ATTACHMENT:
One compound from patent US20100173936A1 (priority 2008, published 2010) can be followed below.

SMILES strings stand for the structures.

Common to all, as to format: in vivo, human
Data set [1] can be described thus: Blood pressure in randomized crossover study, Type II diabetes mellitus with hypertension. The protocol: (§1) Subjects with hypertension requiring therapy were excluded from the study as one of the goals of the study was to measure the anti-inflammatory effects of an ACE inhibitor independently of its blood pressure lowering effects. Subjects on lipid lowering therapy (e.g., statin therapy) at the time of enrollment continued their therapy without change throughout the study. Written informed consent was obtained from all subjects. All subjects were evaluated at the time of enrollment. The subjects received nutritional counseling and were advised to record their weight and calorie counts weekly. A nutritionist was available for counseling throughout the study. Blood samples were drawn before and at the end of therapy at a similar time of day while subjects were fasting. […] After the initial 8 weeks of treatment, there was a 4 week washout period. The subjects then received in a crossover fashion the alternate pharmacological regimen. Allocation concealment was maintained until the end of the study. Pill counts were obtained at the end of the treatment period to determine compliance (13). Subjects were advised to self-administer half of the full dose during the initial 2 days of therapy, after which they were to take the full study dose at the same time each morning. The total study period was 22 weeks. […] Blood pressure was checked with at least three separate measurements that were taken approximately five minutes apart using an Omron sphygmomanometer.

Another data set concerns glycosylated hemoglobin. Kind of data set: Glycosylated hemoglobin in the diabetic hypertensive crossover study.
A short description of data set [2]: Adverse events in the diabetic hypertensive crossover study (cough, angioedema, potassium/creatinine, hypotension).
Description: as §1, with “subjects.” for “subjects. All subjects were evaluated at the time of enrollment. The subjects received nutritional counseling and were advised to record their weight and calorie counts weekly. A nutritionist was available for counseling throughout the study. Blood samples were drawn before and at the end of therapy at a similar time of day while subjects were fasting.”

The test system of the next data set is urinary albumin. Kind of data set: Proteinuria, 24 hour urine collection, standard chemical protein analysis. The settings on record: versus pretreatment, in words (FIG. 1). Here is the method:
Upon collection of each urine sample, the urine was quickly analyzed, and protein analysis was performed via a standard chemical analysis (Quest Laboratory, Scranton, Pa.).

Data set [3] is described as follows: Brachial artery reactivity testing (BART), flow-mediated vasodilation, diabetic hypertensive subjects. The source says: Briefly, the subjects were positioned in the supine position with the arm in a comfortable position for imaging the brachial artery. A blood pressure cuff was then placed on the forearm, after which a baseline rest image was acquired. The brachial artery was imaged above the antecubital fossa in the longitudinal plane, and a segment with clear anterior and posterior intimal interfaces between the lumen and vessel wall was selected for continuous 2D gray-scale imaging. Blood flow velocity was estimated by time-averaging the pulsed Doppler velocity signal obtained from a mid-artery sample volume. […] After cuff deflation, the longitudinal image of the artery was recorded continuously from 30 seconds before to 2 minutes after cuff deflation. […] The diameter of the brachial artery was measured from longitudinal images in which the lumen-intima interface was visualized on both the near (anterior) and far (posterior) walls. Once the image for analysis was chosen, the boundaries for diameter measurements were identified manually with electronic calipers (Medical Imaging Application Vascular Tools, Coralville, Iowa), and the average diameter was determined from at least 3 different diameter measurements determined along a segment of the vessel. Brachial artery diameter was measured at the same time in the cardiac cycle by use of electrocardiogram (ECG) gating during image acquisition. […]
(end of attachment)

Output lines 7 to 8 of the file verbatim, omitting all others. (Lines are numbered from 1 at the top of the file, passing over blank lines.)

Description: as §1, with “subjects.” for “subjects. All subjects were evaluated at the time of enrollment. The subjects received nutritional counseling and were advised to record their weight and calorie counts weekly. A nutritionist was available for counseling throughout the study. Blood samples were drawn before and at the end of therapy at a similar time of day while subjects were fasting.”

The test system of the next data set is urinary albumin. Kind of data set: Proteinuria, 24 hour urine collection, standard chemical protein analysis. The settings on record: versus pretreatment, in words (FIG. 1). Here is the method: